Many of us took courses in college we felt were unnecessary but few of us got to vent about it on usatoday.com. University of Iowa sophomore Allie Wright uses her space to complain about how she found a religious studies course to be fairly irrelevant to her major–journalism.
Again, I am pursuing a career in journalism, and while that requires me to learn and understand many different topics, ancient religious beliefs are probably not going to be one of them.
On second thought, I’m not sure many people can successfully integrate these lessons into their career. Other than a pastor or rabbi of some sort, how many people regularly use statements and ideologies from a Tolstoy piece during their time as a doctor, lawyer or stockbroker?
Most of the comments did not respond well to the column, arguing that she should not avoid a class just because it doesn’t directly impact her career. One student, however, argues that religion courses would be especially beneficial to Wright.
How as a journalism major can you cover different countries and cultures without knowing all about them? Shouldn’t this class allow you to know more about what you could be covering in the future? Your major above all could benefit from this class the most.
Like Wright, I attended a school that required some religion-related courses, and it sort of annoyed me at the time. Sure, I voluntarily attended Wheaton College where theology is kind of a big deal, but the religion-related classes didn’t particularly interest me initially.
Most of my precious hours were spent slaving over the student newspaper and summers spent in newspaper internships, where I believed I would glean the skills needed for a future job in journalism. You can see some of that thinking come through in Wright’s arguments, where practical experience trumps the classroom experience.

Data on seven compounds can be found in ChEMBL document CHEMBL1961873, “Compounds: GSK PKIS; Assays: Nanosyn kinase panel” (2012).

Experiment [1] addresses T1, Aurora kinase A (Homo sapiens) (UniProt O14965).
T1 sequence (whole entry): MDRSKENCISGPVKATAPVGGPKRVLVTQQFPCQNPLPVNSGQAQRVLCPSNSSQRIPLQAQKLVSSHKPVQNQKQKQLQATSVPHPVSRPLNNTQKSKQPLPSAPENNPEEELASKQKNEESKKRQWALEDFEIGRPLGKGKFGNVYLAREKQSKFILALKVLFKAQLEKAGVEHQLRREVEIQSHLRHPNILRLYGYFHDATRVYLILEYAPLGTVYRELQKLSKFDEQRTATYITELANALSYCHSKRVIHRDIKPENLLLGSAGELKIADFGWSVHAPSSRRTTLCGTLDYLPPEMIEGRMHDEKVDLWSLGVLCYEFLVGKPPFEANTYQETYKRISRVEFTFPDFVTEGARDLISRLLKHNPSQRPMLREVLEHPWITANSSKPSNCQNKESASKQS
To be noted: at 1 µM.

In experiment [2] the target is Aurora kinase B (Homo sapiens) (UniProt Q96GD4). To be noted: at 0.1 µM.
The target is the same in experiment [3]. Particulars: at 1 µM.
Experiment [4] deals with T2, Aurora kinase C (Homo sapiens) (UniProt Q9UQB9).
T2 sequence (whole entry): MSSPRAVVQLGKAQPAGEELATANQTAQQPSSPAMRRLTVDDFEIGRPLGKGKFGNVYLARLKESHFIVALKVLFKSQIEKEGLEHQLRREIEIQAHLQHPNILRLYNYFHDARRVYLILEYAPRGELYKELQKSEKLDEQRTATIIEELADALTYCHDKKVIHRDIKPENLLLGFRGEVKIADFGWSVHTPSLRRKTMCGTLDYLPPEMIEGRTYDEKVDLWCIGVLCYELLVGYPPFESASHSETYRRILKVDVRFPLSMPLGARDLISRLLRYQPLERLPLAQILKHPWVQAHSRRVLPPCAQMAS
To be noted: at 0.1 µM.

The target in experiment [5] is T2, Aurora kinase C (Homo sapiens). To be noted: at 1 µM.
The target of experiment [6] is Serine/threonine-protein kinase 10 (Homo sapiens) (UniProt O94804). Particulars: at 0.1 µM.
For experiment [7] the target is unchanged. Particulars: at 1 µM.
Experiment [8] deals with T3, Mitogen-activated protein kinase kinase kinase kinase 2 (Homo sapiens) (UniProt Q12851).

My point is that experience is more important than most courses offered at universities. Don’t get me wrong — college degrees are extremely important — but I think they are mainly just resume builders, at least for students in liberal arts programs.
No one can get a decent internship without being in college, and internship experience is often what leads to a job, not the classes one takes while in his or her undergraduate career.
However, the classes I took played an invaluable role in the writing I do now. One of my religion courses included sociology of religion, one of the most important classes in shaping how I think about religion reporting and journalism in general.
My professor challenged us to figure out ways to empirically measure something as amorphous as religion. Not only did the class teach me how to read tedious surveys and historical background, it showed me how you can report on something as vague as religion.
Anyone can learn the basics of the cops beat on the job with no formal education in criminology, but understanding and studying the intricacies of religion can help you understand the “why” question in the journalism who, what, where, when, why, how questions.
The pie chart in the upper left-hand corner shows world religions by percentage, as the CIA breaks them down. It’s a little outdated, but it gives you the idea of just how religious the world is, something no journalist should ignore.
Journalists love to see experience on the resume, but perhaps some undervalue the role of a solid education. If you were giving career advice, what would you tell Ms. Wright?
Image via Wikimedia Commons.